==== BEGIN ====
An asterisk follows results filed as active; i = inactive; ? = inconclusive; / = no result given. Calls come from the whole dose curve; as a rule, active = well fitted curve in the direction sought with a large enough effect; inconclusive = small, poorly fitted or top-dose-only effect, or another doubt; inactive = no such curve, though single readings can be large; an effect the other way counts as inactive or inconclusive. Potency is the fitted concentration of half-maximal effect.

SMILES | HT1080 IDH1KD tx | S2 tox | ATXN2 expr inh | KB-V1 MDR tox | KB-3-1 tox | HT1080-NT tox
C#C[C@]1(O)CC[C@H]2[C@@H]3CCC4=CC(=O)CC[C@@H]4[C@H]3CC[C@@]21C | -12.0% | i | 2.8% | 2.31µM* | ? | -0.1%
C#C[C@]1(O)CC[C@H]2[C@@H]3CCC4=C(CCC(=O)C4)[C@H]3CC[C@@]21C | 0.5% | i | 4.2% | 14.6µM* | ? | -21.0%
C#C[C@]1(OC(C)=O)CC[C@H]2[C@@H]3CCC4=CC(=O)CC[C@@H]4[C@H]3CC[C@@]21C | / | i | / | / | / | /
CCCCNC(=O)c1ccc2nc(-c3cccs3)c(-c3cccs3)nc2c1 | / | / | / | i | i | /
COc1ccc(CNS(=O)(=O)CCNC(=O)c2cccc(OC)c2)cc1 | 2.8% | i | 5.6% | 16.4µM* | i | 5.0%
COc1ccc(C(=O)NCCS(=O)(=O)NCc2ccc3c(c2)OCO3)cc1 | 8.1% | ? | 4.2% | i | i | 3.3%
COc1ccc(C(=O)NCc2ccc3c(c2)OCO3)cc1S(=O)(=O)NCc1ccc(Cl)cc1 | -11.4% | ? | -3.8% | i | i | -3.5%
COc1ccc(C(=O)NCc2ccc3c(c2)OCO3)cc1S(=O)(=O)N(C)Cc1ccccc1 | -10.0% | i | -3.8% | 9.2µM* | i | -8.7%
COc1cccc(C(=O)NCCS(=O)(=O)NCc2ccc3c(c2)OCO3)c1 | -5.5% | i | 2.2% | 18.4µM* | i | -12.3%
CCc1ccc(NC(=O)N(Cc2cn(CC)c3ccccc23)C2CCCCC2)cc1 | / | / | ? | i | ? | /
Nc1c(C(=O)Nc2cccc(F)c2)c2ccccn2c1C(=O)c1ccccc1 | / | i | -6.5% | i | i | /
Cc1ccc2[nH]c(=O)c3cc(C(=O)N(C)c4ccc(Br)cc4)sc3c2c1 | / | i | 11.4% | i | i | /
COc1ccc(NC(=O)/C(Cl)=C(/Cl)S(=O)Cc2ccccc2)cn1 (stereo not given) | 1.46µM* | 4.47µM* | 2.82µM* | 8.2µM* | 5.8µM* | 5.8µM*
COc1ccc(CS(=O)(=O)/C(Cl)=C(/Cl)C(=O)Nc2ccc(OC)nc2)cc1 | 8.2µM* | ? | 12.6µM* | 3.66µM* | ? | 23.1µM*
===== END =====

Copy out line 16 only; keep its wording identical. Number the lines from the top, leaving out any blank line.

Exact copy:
COc1ccc(CS(=O)(=O)/C(Cl)=C(/Cl)C(=O)Nc2ccc(OC)nc2)cc1 | 8.2µM* | ? | 12.6µM* | 3.66µM* | ? | 23.1µM*